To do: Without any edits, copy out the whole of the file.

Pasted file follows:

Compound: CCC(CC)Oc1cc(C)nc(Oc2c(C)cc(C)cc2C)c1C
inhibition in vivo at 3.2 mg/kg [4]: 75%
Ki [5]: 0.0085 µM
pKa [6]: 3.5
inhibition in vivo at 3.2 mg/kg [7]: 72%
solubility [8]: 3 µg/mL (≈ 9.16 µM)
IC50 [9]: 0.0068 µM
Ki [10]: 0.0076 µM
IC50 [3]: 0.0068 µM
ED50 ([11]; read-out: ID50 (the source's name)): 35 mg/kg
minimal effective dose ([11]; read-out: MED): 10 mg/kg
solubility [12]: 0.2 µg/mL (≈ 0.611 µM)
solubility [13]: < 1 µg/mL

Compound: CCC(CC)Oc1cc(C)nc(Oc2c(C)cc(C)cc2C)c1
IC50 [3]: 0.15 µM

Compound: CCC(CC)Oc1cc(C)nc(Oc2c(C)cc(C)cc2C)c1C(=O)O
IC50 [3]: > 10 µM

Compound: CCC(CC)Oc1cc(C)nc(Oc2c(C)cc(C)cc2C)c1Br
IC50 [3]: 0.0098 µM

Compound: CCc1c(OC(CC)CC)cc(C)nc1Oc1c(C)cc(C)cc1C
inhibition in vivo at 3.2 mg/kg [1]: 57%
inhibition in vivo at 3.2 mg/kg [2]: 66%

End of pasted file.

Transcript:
Compound: CCC(CC)Oc1cc(C)nc(Oc2c(C)cc(C)cc2C)c1C
inhibition in vivo at 3.2 mg/kg [4]: 75%
Ki [5]: 0.0085 µM
pKa [6]: 3.5
inhibition in vivo at 3.2 mg/kg [7]: 72%
solubility [8]: 3 µg/mL (≈ 9.16 µM)
IC50 [9]: 0.0068 µM
Ki [10]: 0.0076 µM
IC50 [3]: 0.0068 µM
ED50 ([11]; read-out: ID50 (the source's name)): 35 mg/kg
minimal effective dose ([11]; read-out: MED): 10 mg/kg
solubility [12]: 0.2 µg/mL (≈ 0.611 µM)
solubility [13]: < 1 µg/mL

Compound: CCC(CC)Oc1cc(C)nc(Oc2c(C)cc(C)cc2C)c1
IC50 [3]: 0.15 µM

Compound: CCC(CC)Oc1cc(C)nc(Oc2c(C)cc(C)cc2C)c1C(=O)O
IC50 [3]: > 10 µM

Compound: CCC(CC)Oc1cc(C)nc(Oc2c(C)cc(C)cc2C)c1Br
IC50 [3]: 0.0098 µM

Compound: CCc1c(OC(CC)CC)cc(C)nc1Oc1c(C)cc(C)cc1C
inhibition in vivo at 3.2 mg/kg [1]: 57%
inhibition in vivo at 3.2 mg/kg [2]: 66%